Experts in the Learning Profession

Harold Jarche, an independent consultant in Canada, writes on "The relevance of the learning profession" and has quite a few good comments, such as:

Democracy is subversive and so is the Web. In a connected world, every learner brings his or her own network with them. Learners no longer integrate into the educational system, they connect their network to it - if they want to. How relevant is an educational system that does not allow learners to connect their personal, professional or vocational networks to the “system”?

I like the assertions that education needs to be relevant and that learners need to connect their worlds to the world of educational institutions. Here are some more good thoughts:

As a learning professional, it’s time to take a stance. Enabling learning is no longer about disseminating good content. Enabling learning is about being a learner yourself, sharing your knowledge and enthusiasm and then taking a back seat.

These are important premises of good teaching. But, Jarche goes one claim too far:

In a flattened learning system there are no more experts, only fellow learners on paths that may cross.

Are there really "no more experts"? When I want my car fixed, I go to a mechanic. When I need my body repaired, I go to a doctor. When I have a question on Tinderbox and have become so frustrated that I'm banging my head on my laptop, I go to Mark Bernstein.

Of course, there are experts. Out of an ideological zeal for egalitarianism, however, the Internet crowd, along with many educators, love to chant the mantra "there are no experts." But this is only grouptalk resulting from too much groupthinking. As Jarche himself says,

Most bloggers (including me) have been echoing the Cluetrain refrain that "hyperlinks subvert hierarchy".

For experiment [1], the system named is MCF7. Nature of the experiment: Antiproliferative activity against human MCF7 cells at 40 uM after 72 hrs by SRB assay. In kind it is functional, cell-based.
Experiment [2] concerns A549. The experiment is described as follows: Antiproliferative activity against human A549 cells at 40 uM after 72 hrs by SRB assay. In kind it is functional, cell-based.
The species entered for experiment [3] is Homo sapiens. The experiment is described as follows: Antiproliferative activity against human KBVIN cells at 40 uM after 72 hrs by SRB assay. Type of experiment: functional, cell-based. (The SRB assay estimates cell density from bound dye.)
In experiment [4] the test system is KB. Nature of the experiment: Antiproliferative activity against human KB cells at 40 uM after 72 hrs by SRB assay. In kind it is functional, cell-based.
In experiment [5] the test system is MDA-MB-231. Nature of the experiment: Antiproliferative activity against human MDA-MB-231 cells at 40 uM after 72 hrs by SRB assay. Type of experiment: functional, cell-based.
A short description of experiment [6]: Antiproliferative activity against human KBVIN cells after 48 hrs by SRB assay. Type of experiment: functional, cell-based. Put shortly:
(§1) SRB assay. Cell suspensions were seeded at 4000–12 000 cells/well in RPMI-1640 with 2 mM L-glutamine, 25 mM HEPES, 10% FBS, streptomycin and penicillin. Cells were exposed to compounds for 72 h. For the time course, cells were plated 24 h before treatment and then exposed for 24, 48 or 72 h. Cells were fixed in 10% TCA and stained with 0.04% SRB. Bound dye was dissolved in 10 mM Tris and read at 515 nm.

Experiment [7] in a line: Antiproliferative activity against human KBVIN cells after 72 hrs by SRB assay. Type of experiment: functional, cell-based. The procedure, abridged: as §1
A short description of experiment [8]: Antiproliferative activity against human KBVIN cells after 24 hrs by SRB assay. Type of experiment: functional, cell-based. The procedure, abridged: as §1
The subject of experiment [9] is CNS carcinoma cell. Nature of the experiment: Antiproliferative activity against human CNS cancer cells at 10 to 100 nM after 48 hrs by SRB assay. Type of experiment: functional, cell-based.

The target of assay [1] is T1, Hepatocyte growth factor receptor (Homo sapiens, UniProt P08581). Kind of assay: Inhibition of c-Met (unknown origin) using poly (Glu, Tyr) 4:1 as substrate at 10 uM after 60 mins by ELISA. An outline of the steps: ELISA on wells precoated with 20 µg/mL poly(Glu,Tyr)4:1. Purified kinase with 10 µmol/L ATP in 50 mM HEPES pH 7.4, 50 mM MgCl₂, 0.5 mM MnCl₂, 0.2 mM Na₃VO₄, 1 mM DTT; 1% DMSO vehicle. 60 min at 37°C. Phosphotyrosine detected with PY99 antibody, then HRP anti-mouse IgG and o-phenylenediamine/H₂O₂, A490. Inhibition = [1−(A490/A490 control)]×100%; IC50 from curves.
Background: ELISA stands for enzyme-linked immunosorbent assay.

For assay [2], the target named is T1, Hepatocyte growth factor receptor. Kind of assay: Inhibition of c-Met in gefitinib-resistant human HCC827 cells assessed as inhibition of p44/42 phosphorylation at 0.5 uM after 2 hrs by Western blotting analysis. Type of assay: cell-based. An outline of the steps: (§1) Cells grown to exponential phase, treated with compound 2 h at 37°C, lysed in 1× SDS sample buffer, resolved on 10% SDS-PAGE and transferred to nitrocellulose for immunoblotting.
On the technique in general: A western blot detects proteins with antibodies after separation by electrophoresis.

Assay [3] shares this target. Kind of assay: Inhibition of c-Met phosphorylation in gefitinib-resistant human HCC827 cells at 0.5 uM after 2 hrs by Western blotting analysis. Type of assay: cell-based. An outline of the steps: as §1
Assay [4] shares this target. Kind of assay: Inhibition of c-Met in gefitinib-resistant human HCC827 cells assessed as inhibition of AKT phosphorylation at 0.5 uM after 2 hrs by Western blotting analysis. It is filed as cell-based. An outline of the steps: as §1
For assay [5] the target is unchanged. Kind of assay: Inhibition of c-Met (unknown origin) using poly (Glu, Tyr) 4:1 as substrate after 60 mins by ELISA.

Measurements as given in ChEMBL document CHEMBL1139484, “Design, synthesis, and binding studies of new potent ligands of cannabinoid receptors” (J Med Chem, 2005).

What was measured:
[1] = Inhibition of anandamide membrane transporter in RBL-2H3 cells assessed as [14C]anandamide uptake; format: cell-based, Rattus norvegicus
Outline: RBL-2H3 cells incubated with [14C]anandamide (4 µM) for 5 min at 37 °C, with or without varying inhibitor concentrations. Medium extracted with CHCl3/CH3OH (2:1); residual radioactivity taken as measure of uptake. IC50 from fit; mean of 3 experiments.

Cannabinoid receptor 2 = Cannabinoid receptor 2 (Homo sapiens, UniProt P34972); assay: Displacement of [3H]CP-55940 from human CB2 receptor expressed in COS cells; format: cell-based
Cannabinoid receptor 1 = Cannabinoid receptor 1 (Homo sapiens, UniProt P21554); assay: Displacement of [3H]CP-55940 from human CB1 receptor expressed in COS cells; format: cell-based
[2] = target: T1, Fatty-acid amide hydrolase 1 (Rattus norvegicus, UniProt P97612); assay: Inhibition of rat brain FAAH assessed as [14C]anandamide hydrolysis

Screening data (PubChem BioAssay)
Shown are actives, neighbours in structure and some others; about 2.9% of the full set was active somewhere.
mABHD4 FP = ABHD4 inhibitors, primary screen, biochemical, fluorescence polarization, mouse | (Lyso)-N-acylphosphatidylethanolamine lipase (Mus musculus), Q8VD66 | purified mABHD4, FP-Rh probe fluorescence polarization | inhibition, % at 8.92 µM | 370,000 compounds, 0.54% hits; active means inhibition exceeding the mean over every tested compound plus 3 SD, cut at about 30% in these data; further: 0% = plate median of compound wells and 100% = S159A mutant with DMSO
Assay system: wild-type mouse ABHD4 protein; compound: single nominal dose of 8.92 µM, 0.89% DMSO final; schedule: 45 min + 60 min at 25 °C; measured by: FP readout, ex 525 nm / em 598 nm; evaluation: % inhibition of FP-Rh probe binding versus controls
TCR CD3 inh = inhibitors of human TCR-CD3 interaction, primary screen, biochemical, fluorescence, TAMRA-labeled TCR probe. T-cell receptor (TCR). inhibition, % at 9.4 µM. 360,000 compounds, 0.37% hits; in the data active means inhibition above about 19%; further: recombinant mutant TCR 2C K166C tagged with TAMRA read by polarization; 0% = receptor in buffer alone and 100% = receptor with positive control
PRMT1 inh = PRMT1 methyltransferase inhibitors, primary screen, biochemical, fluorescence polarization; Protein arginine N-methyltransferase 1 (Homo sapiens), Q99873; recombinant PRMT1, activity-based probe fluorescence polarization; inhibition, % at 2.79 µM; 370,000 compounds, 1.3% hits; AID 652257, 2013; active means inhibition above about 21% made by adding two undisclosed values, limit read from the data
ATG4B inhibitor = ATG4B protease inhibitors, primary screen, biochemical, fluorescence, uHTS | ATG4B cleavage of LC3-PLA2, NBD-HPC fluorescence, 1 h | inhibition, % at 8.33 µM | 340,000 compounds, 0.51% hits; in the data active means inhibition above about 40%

There are two false assumptions here. One is that subverting hiearchy results in no experts. There's simply no evidence for such a claim--not to mention that one can just as easily imagine a diversity of experts occupying a variety of niches even in a flattened ecology.

The second is that "hyperlinks subvert hierarchy." Mark Bernstein has effectively responded to this asssumption in "Do Links Subvert the Hierarchy?" He notes that although links can break hierarchies,

there's no evidence that these links don't simply form a new hierarchy -- or even recreate the old one -- although there's no particular evidence that they do.

Yes, learning needs to be relevant. However, relevance does not exclude either hierarchy or experts. All other things being equal, is there anyone who, when they want to learn something, prefers to go a peer instead of an expert?

Perhaps I've overreacted. Perhaps what Jarche primarily meant is that teachers should assume the "humility" of those who learn beside their students rather than the "arrogance" of those who hover over them with authority or expertise. Certainly. Still, I have heard this claim enough times to know that many believe that there are, or should be, no experts in the "teaching profession."

To learn, to engage in critical thinking, we need to play both the "believing game" and the "doubting game." With respect to a flattened learning economy with no experts, there's been too much reliance on the believing game. It's time to play the doubting game: instead of "echoing," we need to question our common "refrains." Otherwise, learning can become derailed or even stopped in its tracks.